The key messages:

  1. We need an Arabic Layout Requirements document to capture the script needs.
  2. Then we need to figure out how to adapt Open Web Platform technologies to implement the requirements.
  3. To start all this, we need experts to provide information and develop consensus.

Any volunteers to create an Arabic Layout Requirements document? The W3C would like to hear from you!

When it comes to wrapping text at the end of a line in a web page, there are some special rules that should be applied if you know the language of the text is either Chinese or Japanese (ie. if the markup contains a lang attribute to that effect).

The CSS3 Text module attempts to describe these rules, and we have some tests to check what browsers currently do for Japanese and Chinese.

There’s an open question in the editor’s draft about whether Korean has any special behaviours that need to be documented in the spec, when the markup uses lang to identify the content as Korean.

If you want to provide information, take a look at what’s in the CSS3 Text module and write to and copy

If you put a span tag around one or two letters in an Arabic word, say to change the colour, it breaks the cursiveness in WebKit and Blink browsers. You can change things like colour in Mozilla and IE, but changing the font breaks the connection.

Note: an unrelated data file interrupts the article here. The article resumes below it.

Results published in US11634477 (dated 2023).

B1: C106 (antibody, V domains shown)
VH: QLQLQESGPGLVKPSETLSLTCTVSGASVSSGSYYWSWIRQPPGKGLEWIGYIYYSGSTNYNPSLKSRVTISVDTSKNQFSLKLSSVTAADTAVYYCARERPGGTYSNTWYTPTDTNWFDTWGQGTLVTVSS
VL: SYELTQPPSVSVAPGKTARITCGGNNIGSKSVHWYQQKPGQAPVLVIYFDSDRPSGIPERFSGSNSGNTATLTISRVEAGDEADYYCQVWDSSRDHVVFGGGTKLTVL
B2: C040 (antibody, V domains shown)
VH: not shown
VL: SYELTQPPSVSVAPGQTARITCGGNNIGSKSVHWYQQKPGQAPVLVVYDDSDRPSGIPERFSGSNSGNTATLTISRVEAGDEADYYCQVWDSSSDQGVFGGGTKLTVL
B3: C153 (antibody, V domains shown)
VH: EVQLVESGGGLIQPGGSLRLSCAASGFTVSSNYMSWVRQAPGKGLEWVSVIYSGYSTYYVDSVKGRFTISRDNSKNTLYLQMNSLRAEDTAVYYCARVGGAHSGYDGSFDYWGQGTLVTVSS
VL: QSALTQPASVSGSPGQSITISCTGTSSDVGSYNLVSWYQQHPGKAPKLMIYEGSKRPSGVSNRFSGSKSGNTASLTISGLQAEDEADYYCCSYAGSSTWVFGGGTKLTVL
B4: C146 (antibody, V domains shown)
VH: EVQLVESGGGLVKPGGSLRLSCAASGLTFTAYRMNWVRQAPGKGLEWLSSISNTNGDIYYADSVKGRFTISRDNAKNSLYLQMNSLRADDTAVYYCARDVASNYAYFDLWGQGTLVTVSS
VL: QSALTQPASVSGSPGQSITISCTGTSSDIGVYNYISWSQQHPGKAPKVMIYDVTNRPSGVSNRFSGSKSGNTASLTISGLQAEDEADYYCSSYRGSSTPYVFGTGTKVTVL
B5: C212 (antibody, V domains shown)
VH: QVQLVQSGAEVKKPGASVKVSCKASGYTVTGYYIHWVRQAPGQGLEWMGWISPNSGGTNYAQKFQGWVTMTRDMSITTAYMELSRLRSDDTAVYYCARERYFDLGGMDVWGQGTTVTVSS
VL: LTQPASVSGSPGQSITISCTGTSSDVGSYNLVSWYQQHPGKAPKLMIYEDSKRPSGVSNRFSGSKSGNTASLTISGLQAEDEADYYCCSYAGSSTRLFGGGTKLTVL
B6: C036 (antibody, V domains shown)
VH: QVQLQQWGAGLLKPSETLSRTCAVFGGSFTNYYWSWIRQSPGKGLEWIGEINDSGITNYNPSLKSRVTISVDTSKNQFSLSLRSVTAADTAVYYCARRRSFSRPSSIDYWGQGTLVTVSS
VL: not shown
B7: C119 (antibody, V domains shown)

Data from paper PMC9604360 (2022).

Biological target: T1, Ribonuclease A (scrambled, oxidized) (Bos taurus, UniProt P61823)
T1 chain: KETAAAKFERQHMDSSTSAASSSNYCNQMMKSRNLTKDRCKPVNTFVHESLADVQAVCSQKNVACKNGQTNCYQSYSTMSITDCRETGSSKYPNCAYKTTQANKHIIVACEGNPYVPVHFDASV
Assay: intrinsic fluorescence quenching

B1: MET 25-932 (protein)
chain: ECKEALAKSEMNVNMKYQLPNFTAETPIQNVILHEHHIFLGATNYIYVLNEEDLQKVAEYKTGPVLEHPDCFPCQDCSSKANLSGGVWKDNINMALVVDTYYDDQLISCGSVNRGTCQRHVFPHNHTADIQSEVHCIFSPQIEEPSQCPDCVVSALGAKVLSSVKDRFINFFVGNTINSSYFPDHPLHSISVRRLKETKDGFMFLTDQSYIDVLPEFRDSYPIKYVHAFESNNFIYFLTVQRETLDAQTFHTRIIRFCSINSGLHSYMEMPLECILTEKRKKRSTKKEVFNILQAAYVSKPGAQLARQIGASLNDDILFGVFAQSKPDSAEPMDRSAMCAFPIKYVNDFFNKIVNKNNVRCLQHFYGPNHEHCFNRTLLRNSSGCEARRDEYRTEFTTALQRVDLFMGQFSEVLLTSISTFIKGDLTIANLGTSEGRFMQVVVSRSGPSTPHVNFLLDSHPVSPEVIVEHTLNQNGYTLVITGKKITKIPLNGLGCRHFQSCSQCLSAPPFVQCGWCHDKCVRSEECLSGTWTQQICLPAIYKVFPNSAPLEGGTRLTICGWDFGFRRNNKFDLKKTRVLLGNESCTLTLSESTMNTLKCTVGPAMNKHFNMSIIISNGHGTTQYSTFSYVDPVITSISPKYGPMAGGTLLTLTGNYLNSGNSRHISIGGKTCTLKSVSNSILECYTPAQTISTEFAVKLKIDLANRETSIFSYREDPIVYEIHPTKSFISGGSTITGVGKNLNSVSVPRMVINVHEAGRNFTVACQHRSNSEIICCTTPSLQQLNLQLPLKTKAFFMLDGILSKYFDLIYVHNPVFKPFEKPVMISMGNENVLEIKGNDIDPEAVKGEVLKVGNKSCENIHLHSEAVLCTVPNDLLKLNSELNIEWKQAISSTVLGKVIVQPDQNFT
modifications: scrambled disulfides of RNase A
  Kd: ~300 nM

Breaking on colour change makes it hard to represent educational texts and things such as the Omantel logo, which I saw all over Muscat recently. (Omantel is the largest internet provider in Oman.) Note how, despite the colour change, the Arabic letters in the logo below (on the left) still join.

Picture of the Omantel logo.
Multi-coloured Omantel Arabic logo on a building in Muscat.

Here’s an example of an educational page that colours parts of words. You currently have to use Firefox or IE to get the desired effect.

This lead to questions about what to do if you convert block elements, such as li, into inline elements that sit side by side. You probably don’t want the character at the end of one li tag to join with the next one. What if there is padding or margins between them, should this cause bidi isolation as well as preventing joining behaviour?

See a related thread on the W3C Internationalization and CSS lists.